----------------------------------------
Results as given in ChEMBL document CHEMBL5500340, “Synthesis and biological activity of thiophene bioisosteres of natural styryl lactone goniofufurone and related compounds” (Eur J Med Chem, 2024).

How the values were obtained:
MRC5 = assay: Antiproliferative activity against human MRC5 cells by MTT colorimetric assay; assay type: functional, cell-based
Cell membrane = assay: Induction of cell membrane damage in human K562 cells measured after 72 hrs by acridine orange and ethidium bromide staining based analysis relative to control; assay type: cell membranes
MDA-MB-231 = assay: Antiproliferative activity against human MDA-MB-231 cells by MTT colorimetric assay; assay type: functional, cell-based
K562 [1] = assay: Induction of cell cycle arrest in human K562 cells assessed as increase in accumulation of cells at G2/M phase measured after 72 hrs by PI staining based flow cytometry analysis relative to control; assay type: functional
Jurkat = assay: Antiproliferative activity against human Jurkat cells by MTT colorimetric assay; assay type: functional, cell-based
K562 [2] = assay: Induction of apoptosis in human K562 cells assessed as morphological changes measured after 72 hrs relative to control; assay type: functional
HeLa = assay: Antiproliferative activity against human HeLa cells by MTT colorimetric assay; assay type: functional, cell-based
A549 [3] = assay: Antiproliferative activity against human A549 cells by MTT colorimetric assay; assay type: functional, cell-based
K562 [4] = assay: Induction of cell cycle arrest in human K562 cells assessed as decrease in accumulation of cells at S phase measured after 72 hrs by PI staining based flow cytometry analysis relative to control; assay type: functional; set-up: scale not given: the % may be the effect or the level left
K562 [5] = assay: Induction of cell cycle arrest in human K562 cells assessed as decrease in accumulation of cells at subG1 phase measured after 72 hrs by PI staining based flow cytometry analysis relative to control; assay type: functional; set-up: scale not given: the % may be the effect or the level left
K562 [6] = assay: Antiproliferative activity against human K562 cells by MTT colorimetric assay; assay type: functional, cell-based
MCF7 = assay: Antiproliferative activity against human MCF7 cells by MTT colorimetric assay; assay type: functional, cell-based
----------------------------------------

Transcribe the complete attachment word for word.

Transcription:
Results as given in ChEMBL document CHEMBL5500340, “Synthesis and biological activity of thiophene bioisosteres of natural styryl lactone goniofufurone and related compounds” (Eur J Med Chem, 2024).

How the values were obtained:
MRC5 = assay: Antiproliferative activity against human MRC5 cells by MTT colorimetric assay; assay type: functional, cell-based
Cell membrane = assay: Induction of cell membrane damage in human K562 cells measured after 72 hrs by acridine orange and ethidium bromide staining based analysis relative to control; assay type: cell membranes
MDA-MB-231 = assay: Antiproliferative activity against human MDA-MB-231 cells by MTT colorimetric assay; assay type: functional, cell-based
K562 [1] = assay: Induction of cell cycle arrest in human K562 cells assessed as increase in accumulation of cells at G2/M phase measured after 72 hrs by PI staining based flow cytometry analysis relative to control; assay type: functional
Jurkat = assay: Antiproliferative activity against human Jurkat cells by MTT colorimetric assay; assay type: functional, cell-based
K562 [2] = assay: Induction of apoptosis in human K562 cells assessed as morphological changes measured after 72 hrs relative to control; assay type: functional
HeLa = assay: Antiproliferative activity against human HeLa cells by MTT colorimetric assay; assay type: functional, cell-based
A549 [3] = assay: Antiproliferative activity against human A549 cells by MTT colorimetric assay; assay type: functional, cell-based
K562 [4] = assay: Induction of cell cycle arrest in human K562 cells assessed as decrease in accumulation of cells at S phase measured after 72 hrs by PI staining based flow cytometry analysis relative to control; assay type: functional; set-up: scale not given: the % may be the effect or the level left
K562 [5] = assay: Induction of cell cycle arrest in human K562 cells assessed as decrease in accumulation of cells at subG1 phase measured after 72 hrs by PI staining based flow cytometry analysis relative to control; assay type: functional; set-up: scale not given: the % may be the effect or the level left
K562 [6] = assay: Antiproliferative activity against human K562 cells by MTT colorimetric assay; assay type: functional, cell-based
MCF7 = assay: Antiproliferative activity against human MCF7 cells by MTT colorimetric assay; assay type: functional, cell-based